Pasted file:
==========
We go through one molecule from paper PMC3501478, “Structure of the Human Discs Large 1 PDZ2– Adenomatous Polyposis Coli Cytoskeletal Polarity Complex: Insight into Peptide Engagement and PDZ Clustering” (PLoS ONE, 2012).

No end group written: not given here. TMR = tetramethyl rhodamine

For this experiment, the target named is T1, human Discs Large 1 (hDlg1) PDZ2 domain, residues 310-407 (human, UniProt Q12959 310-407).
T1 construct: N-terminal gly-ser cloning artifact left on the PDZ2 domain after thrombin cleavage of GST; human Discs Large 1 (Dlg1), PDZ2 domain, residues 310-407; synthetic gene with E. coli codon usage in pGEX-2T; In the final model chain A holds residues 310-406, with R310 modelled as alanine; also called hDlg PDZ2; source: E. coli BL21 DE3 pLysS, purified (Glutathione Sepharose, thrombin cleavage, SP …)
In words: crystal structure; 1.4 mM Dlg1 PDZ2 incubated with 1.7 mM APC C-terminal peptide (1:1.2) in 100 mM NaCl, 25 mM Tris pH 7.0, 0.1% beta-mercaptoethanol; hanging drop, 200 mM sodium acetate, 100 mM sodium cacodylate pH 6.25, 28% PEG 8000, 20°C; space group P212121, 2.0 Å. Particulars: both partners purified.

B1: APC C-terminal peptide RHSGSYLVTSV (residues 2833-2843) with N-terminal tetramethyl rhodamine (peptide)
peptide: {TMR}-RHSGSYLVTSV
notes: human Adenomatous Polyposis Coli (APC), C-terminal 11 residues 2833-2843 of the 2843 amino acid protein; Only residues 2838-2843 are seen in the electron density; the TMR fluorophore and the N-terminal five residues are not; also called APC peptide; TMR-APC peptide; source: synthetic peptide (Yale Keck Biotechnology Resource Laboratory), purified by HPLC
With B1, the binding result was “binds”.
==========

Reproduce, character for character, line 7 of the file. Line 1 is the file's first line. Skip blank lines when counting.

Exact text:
peptide: {TMR}-RHSGSYLVTSV